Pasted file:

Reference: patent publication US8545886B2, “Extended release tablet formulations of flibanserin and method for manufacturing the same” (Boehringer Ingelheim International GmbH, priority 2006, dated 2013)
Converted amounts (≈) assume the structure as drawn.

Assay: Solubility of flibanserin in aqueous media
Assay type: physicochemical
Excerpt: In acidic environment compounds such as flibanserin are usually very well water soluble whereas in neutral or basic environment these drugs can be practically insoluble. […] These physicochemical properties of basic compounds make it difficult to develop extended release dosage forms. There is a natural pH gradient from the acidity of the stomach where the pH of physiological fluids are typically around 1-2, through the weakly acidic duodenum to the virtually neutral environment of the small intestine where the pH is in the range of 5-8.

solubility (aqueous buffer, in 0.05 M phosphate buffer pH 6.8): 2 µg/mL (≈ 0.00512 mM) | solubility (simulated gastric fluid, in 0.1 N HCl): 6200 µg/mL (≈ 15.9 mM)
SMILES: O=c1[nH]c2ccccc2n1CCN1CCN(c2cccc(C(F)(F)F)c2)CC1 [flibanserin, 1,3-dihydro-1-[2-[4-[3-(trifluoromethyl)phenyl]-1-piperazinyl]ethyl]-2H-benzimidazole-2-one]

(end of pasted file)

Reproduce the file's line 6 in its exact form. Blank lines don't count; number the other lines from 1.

solubility (aqueous buffer, in 0.05 M phosphate buffer pH 6.8): 2 µg/mL (≈ 0.00512 mM) | solubility (simulated gastric fluid, in 0.1 N HCl): 6200 µg/mL (≈ 15.9 mM)